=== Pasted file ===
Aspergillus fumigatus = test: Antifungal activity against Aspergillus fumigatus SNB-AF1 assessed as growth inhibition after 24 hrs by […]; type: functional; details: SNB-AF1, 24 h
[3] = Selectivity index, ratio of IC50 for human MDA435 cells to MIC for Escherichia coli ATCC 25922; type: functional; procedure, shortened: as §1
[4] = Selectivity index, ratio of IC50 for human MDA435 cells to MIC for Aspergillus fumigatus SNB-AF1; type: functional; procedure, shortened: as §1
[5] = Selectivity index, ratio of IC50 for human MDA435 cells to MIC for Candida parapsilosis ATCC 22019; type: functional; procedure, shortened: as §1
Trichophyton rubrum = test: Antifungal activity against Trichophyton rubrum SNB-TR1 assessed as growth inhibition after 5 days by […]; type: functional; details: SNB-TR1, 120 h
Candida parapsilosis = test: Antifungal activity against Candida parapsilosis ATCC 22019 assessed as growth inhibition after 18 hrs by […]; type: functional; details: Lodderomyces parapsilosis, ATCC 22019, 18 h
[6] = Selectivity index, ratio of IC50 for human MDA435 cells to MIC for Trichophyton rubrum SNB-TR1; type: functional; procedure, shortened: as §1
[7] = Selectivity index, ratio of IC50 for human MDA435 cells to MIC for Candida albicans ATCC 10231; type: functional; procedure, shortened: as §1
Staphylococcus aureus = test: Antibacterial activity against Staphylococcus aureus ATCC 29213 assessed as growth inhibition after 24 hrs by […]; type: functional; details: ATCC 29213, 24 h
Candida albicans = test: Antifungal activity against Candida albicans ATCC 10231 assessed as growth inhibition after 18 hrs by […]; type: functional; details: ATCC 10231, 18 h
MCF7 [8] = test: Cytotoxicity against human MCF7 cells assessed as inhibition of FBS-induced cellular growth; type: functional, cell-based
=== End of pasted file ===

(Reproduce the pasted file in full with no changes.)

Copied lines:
Aspergillus fumigatus = test: Antifungal activity against Aspergillus fumigatus SNB-AF1 assessed as growth inhibition after 24 hrs by […]; type: functional; details: SNB-AF1, 24 h
[3] = Selectivity index, ratio of IC50 for human MDA435 cells to MIC for Escherichia coli ATCC 25922; type: functional; procedure, shortened: as §1
[4] = Selectivity index, ratio of IC50 for human MDA435 cells to MIC for Aspergillus fumigatus SNB-AF1; type: functional; procedure, shortened: as §1
[5] = Selectivity index, ratio of IC50 for human MDA435 cells to MIC for Candida parapsilosis ATCC 22019; type: functional; procedure, shortened: as §1
Trichophyton rubrum = test: Antifungal activity against Trichophyton rubrum SNB-TR1 assessed as growth inhibition after 5 days by […]; type: functional; details: SNB-TR1, 120 h
Candida parapsilosis = test: Antifungal activity against Candida parapsilosis ATCC 22019 assessed as growth inhibition after 18 hrs by […]; type: functional; details: Lodderomyces parapsilosis, ATCC 22019, 18 h
[6] = Selectivity index, ratio of IC50 for human MDA435 cells to MIC for Trichophyton rubrum SNB-TR1; type: functional; procedure, shortened: as §1
[7] = Selectivity index, ratio of IC50 for human MDA435 cells to MIC for Candida albicans ATCC 10231; type: functional; procedure, shortened: as §1
Staphylococcus aureus = test: Antibacterial activity against Staphylococcus aureus ATCC 29213 assessed as growth inhibition after 24 hrs by […]; type: functional; details: ATCC 29213, 24 h
Candida albicans = test: Antifungal activity against Candida albicans ATCC 10231 assessed as growth inhibition after 18 hrs by […]; type: functional; details: ATCC 10231, 18 h
MCF7 [8] = test: Cytotoxicity against human MCF7 cells assessed as inhibition of FBS-induced cellular growth; type: functional, cell-based